employment in agro-industries.
Emerging Innovative Strategies to
Facilitate Linkages Among Agrifood
Sectors and with Small Farmers
The transformation of the agrifood sector in developing countries is having a rapid
and profound impact on the structure, conduct, and performance of the sector.
Consolidation within each of the three subsectors and synergies across them have
emerged far faster than earlier experiences in developed countries, with still poorly
understood consequences for the units that matter for welfare analysis, that is, consum-
ing households and small farms.
A number of policies and programs condition the speed and nature of the transforma-
formation on farmers, there is a welter of innovative development strategies emerging in
Governments, donors, NGOs, and the private sector are putting in place a vari-
ety of partnerships and programs to increase economies of agglomeration among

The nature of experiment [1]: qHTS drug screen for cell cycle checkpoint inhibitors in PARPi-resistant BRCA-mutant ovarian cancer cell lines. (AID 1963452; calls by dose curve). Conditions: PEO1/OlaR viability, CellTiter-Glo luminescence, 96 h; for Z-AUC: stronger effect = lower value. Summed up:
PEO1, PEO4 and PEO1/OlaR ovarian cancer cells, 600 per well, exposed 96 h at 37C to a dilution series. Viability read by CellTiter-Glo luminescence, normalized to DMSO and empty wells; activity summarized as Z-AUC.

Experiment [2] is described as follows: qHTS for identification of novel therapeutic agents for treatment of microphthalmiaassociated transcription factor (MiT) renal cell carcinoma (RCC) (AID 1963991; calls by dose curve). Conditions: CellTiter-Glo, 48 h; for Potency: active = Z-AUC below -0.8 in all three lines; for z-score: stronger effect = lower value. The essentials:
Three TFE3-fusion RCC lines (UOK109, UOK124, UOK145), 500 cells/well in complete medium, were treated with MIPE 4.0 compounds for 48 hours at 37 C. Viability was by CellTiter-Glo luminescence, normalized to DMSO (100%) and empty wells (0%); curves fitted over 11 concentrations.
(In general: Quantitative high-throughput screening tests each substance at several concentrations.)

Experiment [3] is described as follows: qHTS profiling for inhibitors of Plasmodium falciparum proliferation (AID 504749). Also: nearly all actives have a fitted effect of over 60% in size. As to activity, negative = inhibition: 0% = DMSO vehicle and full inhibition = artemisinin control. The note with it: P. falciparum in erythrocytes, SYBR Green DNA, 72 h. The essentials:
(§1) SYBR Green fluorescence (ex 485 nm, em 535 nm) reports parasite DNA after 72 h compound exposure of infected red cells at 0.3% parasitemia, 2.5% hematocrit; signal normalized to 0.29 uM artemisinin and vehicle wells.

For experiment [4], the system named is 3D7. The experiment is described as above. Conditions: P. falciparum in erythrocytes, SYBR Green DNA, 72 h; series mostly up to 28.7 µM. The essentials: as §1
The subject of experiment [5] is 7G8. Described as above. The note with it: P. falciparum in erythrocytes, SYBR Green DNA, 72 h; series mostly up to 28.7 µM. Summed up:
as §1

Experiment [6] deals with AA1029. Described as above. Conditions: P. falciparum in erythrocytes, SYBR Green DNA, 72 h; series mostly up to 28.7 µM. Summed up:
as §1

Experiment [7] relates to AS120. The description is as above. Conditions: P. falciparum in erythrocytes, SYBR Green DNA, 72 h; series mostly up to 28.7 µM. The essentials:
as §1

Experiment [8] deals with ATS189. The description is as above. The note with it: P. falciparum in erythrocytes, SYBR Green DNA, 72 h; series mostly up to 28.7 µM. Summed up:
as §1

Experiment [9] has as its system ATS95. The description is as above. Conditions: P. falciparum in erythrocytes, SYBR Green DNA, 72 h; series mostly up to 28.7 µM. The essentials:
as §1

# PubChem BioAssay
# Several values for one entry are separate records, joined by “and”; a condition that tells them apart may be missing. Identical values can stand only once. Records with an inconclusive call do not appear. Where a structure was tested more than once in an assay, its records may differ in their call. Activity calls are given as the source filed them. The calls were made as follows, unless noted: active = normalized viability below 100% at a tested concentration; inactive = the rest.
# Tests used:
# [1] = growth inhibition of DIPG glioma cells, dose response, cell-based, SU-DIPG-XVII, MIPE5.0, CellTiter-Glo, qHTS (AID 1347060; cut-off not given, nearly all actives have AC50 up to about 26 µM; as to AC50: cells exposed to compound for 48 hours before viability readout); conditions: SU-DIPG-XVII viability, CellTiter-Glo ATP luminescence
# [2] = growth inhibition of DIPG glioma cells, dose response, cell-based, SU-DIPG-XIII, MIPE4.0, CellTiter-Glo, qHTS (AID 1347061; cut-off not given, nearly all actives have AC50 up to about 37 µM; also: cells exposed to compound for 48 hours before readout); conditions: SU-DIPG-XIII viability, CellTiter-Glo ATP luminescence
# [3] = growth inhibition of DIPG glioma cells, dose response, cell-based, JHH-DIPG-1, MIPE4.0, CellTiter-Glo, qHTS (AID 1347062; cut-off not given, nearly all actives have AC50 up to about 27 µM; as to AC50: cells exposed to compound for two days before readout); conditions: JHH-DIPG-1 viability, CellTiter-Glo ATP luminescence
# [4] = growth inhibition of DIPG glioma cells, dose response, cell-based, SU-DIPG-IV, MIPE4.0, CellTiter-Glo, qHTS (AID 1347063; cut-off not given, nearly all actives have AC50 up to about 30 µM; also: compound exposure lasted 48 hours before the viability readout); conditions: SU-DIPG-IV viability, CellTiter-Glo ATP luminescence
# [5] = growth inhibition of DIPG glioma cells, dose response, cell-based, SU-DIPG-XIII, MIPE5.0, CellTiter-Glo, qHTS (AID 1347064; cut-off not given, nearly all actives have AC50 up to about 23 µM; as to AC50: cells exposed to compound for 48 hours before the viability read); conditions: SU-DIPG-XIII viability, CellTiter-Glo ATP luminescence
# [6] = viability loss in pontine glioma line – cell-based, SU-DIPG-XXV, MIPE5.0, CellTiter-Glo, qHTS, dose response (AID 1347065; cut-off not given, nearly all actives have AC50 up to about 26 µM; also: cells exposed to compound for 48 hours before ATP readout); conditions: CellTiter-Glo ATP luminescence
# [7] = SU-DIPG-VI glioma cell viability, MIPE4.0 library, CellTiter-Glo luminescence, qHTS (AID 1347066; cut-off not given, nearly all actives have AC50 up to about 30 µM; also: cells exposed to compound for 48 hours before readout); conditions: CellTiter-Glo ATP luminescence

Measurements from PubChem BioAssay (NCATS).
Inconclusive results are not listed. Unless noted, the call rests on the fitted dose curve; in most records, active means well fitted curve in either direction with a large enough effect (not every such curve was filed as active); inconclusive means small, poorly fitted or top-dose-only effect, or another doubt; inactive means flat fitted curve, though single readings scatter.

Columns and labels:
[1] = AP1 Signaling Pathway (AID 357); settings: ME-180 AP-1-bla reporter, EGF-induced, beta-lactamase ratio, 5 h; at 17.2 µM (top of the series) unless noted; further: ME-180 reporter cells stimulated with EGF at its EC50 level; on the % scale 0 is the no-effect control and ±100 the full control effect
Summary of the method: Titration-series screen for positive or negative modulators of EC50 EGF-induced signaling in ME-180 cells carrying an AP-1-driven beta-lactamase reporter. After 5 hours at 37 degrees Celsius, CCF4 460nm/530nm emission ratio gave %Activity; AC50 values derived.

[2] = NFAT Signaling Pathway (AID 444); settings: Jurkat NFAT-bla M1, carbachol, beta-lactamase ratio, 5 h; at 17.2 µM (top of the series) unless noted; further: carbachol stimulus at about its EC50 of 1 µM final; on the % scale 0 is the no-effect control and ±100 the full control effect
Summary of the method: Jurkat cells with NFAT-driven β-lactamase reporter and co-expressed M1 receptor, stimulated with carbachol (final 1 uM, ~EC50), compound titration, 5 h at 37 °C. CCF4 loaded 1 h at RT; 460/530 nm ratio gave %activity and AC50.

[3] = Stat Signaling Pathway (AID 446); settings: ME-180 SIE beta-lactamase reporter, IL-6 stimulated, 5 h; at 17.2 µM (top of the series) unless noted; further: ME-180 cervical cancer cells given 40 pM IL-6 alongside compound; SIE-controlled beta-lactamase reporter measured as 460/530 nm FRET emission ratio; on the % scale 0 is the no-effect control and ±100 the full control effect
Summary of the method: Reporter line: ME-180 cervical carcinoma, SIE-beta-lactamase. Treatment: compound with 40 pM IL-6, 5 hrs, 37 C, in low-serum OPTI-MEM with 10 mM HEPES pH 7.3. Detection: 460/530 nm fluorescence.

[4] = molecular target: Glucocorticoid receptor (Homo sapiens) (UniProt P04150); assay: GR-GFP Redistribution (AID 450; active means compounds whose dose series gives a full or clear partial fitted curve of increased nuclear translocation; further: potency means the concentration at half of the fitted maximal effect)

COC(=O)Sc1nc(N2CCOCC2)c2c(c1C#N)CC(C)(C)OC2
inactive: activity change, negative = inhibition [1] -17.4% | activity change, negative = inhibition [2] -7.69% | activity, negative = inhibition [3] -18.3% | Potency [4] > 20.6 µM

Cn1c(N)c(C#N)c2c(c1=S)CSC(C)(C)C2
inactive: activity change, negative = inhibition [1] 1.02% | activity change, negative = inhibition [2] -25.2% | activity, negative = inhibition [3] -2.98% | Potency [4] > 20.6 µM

agrifood industry segments and reduction of the costs of transaction of their linkages
with farmers. hese strategies include: (a) corridors combining highways and other
government-supplied infrastructure, agrifood companies, and linkages with farmers,
or “parks” in which various companies and services cluster and include links with farm-
ers, such export platforms, new “mega food parks” or “integrated agrifood parks,” pri-
linkages” involving partnerships over the three segments of the agrifood industry, plus
a farmer cooperative, plus an input company, all supported by state-provided services.
A prime example is Carrefour, aided by the dedicated-wholesaler Bimandiri, and input
stores in the region.
These approaches tend to cluster companies and add the state and NGOs to pro-
vide the missing services (such as output procurement, processing/packing/cooling,
technical assistance, credit, insurance) and products (inputs and equipment of req-
“hub-and-spoke” model with collection centers or depots to which farmers deliver. This
approach is designed to meet the input and service needs of farmers, reduce transac-
tion costs by putting retailers and processors into rural areas, but provide the missing